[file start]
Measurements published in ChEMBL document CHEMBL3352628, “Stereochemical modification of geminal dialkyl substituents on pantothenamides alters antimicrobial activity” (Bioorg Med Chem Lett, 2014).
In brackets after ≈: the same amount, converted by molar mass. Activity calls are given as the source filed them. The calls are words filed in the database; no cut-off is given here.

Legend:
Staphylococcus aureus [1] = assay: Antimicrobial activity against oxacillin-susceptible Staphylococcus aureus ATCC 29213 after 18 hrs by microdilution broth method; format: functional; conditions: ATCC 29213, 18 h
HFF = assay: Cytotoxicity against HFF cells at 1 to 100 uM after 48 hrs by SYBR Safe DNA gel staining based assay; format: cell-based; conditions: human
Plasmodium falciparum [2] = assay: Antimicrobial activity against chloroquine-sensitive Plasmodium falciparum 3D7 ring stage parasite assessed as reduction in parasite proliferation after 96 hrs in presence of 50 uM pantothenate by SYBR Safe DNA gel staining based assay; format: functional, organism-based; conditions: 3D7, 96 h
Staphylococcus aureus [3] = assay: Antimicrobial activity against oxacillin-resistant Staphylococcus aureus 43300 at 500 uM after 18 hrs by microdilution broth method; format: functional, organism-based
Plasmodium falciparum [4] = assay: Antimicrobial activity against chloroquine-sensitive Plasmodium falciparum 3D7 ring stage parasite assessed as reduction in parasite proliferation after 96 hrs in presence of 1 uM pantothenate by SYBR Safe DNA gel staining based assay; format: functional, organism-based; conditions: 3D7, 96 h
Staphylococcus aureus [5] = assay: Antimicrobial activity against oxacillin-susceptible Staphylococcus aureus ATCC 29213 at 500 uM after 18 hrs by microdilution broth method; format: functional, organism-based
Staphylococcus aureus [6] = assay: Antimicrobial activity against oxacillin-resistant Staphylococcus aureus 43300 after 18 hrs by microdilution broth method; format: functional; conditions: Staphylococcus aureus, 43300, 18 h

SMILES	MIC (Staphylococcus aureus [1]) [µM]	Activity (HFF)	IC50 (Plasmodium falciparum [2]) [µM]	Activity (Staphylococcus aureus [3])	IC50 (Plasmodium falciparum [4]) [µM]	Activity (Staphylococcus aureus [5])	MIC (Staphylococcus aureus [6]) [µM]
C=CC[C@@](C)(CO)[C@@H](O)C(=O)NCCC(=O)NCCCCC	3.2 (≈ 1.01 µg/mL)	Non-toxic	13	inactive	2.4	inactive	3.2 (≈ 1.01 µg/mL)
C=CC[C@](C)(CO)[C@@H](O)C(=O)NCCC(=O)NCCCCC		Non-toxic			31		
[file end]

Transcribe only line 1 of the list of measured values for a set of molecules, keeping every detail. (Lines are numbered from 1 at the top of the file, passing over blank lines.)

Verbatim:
Measurements published in ChEMBL document CHEMBL3352628, “Stereochemical modification of geminal dialkyl substituents on pantothenamides alters antimicrobial activity” (Bioorg Med Chem Lett, 2014).